According to the  Royal College of Nursing, the average wage for a Band 5 NHS nurse in London is approximately £26,000 – meaning £500k could pay for 19 full time nurses. 
But hey, those bells wouldn’t have rung for free! 2. 12,500 overnight stays in a homeless shelter It’s an image many of us have seen time and again – suited and booted workers walking past the homeless, some of whom seek shelter just metres from the doors of parliament inside Westminster’s Tube station. 
A number of homeless people have died in the shadow of Big Ben itself in recent years, and in 2019 it was revealed by the mayor of London’s office that homelessness within the borough of Westminster had risen by 16% on the previous year. 
According to MyLondon, 13 people homeless people died in Westminster alone in 2018, including two in the Tube station. 
With the issue of homelessness so severe, there are numerous charities working to help vulnerable people in the area – one of which is The Connection at St Martin-in-the-Fields.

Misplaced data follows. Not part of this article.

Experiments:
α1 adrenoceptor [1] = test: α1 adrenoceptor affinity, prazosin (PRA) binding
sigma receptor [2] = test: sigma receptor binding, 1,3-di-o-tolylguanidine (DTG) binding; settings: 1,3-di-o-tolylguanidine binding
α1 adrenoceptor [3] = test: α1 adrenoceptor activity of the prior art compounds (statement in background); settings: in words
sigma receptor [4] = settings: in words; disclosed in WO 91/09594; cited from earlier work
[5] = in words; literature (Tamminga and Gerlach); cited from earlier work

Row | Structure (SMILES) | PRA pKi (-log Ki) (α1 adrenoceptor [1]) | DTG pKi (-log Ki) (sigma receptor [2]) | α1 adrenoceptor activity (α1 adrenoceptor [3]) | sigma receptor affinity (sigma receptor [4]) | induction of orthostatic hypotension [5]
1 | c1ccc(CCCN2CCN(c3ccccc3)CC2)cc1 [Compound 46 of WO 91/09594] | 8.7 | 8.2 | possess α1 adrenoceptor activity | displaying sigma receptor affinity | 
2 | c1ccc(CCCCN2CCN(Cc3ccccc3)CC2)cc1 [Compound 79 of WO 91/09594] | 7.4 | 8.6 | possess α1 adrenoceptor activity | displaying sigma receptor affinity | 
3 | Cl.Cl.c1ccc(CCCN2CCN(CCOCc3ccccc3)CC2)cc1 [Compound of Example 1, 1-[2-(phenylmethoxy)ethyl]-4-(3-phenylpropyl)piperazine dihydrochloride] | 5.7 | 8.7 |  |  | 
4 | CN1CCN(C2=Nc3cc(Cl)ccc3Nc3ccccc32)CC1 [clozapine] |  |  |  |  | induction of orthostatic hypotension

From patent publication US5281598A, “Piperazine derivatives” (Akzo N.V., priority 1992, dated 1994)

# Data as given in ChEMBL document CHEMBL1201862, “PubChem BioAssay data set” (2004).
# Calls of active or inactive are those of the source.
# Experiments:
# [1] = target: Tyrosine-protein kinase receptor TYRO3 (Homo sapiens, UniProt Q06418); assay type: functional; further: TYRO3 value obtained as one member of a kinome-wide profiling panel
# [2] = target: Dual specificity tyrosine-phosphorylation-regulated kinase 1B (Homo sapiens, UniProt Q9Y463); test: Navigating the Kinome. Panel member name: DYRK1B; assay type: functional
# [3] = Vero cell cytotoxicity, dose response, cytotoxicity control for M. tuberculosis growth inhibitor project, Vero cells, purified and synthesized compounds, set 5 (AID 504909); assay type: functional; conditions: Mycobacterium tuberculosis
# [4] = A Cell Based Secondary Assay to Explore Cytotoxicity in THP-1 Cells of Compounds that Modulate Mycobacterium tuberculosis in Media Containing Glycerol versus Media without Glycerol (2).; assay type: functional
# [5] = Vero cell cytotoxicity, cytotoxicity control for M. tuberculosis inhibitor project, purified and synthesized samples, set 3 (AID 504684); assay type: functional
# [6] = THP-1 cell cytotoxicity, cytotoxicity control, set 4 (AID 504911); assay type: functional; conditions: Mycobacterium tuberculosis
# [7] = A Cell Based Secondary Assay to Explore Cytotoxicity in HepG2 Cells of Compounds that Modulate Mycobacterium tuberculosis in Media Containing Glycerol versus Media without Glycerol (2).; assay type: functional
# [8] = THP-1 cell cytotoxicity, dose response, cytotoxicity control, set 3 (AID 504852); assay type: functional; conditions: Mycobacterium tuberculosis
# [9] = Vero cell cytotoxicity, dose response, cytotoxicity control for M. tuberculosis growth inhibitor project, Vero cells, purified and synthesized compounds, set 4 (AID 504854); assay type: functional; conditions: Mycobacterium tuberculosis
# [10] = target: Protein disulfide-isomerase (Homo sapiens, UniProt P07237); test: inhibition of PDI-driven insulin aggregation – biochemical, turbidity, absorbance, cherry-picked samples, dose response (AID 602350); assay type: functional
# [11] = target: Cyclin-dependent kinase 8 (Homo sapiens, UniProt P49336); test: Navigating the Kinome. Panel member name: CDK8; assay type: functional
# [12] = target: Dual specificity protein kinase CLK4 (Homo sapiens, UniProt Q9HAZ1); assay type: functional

On its website it states that a donation of just £5 could pay for a hot shower, food, and clothes cleaned, whilst £25 buys an in-depth assessment to understand the individual’s circumstances. It’s £40 for a night’s stay in a shelter, and £200 to help someone into employment. 
With that in mind, £500k could pay for: 100,000 hot showers, meals, and clothes cleaning 20,000 assessments12,500 overnight stays in a shelter 2,500 people helped into employmentBut all that pales in comparison to our precious democracy bongs! 3. 200,000 courses for families supported by foodbanksLittle more than half a mile from Westminster Palace, you’ll find Westminster Foodbank – run by the UK’s leading foodbank charity Trussell Trust. 
According to the Trust For London, 38% of children living in Westminster are living in poverty, the fourth worst out of 32 boroughs. 
According to the charity’s website, a donation of just £2.50 could pay for all the materials and ingredients for one person to attend an Eat Well Spend Less course. £500k could pay for 200,000 such courses.
But why help a starving family when you could have BONGS?4. 833 isolated elderly people supported by a befriending serviceGoing off official figures from the City of Westminster, 18% of the borough’s population is aged 65 and over, with 24% of this demographic living alone according to the 2011 census. 
In London, the proportion of over-65s is just 12% on average, and the borough as a whole falls within the worst 30-40% in London when it comes to income deprivations amongst older people.